70 Years On the Throne — How the Queen’s Coronation Made History In More Ways Than One
It was a remarkable feat for the Queen.
“I have in sincerity pledged myself to your service, as so many of you are pledged to mine,” Queen Elizabeth said. “Throughout all my life and with all my heart I shall strive to be worthy of your trust.”
Elizabeth was 27 when she made this brief but heartfelt declaration on June 2, 1953, that she would serve as Queen for as long as she should live. It followed the pomp and ceremony of her coronation ceremony at Westminster Abbey. Her father, King George VI, had been thrust onto the throne in 1936, after his brother King Edward VIII shocked the monarchy and the people of Britain alike when he abdicated to marry a two-time divorcee, choosing love over duty.
Elizabeth was keenly aware of her duty to protect the stability of the royal family. She was on a royal tour of Africa when she learned of her father’s death on February 6, 1952. She headed straight back to London, although her coronation was over a year in the making with her new husband Prince Philip taking chairmanship of the oversight committee. Some 16 months later, the woman who would become the UK’s longest reigning monarch was crowned.
Queen Elizabeth’s coronation marked the first time such an event was fully televised, allowing the public to see inside the abbey and marvel at the full pomp and circumstance surrounding the occasion. As a result, it lives on vividly for many who witnessed it. More than 8,000 guests began arriving at the abbey as early as 6 am.
Elizabeth arrived at about 11 am, proceeding along a route lined with soldiers, sailors and airmen and women from across the British Empire and Commonwealth. Her elaborate gown and ermine-trimmed robe was so heavy, she found it difficult to walk, whispering to Geoffrey Fisher, the Archbishop of Canterbury, “Get me started!”
Once going, the procession, which included the various high commissioners of the Commonwealth carrying banners bearing the shields of the coats of arms of their respective nations, moved inside the abbey, up the central aisle and through the choir to the stage for the ceremony.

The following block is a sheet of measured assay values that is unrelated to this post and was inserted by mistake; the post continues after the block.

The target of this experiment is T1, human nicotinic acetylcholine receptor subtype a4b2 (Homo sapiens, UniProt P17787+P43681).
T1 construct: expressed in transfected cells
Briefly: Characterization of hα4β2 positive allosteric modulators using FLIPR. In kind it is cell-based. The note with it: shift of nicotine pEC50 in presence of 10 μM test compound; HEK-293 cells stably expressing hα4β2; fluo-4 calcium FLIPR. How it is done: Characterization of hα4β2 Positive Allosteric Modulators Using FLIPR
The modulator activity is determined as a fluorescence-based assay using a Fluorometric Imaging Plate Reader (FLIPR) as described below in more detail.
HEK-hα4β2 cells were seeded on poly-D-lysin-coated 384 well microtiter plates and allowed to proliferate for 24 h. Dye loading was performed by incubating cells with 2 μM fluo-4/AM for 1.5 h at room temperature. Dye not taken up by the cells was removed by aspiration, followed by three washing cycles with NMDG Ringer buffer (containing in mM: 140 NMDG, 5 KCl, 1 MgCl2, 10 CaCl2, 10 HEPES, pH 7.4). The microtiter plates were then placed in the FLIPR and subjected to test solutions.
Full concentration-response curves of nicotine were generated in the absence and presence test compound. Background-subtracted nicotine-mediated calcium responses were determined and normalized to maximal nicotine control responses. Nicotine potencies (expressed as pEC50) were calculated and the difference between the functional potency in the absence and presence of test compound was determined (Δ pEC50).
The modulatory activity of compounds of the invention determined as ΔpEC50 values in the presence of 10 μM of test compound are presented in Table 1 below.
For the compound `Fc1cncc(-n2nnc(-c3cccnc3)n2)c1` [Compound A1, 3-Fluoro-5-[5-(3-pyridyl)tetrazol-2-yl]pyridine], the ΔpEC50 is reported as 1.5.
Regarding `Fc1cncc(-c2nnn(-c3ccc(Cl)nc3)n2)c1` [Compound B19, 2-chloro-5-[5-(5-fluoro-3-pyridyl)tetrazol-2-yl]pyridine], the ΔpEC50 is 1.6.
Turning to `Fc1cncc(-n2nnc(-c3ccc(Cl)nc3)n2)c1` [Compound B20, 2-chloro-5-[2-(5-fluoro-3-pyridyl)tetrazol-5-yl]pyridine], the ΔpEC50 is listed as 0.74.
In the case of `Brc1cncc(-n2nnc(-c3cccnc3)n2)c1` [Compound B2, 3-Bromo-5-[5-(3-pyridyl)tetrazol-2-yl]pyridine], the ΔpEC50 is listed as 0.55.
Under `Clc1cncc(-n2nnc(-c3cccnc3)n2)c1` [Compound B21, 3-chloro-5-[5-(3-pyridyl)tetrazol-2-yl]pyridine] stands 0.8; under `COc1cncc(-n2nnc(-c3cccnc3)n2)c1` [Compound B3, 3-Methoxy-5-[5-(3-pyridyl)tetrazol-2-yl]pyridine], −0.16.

The date of the coronation — June 2 — was chosen by meteorologists because according to statistical records, it was likely to be fine weather. It rained, but that didn’t stop the newly crowned Queen Elizabeth appearing on the balcony of Buckingham Palace six times throughout the day to greet the crowds of people, many of whom had camped out at The Mall.
Elizabeth was the sixth Queen to be crowned at Westminster Abbey, but the first to have the heir to the throne — four-year-old Prince Charles — there watching on. Princess Anne, who was three at the time, was thought to be too young to attend, and watched the procession from Buckingham Palace. In another first, Elizabeth’s grandmother, Queen Mary, was the first Queen to see a grandchild ascend the throne. Sadly, she passed away before the coronation.
On what was the biggest day of her young life, Queen Elizabeth was joined by six maids of honor. They were (from left to right): Lady Moyra Hamilton, Lady Rosemary Spencer-Churchill, Lady Anne Coke, Lady Jane Heathcote-Drummond-Willoughby, Lady Jane Vane-Tempest-Stewart, and Lady Mary Bailie Hamilton.
Also alongside the newest monarch was Mistress of the Robes, the Dowager Duchess of Devonshire. Lady Rosemary said the Queen was “very confident really… she made us feel confident too. The minute she arrived, everyone just felt everything was going to be all right.”
This article originally appeared on our sister site, Now to Love.
This article was updated on Thursday, September 8 at 2:10 pm EST. It was originally published on February 6, 2022.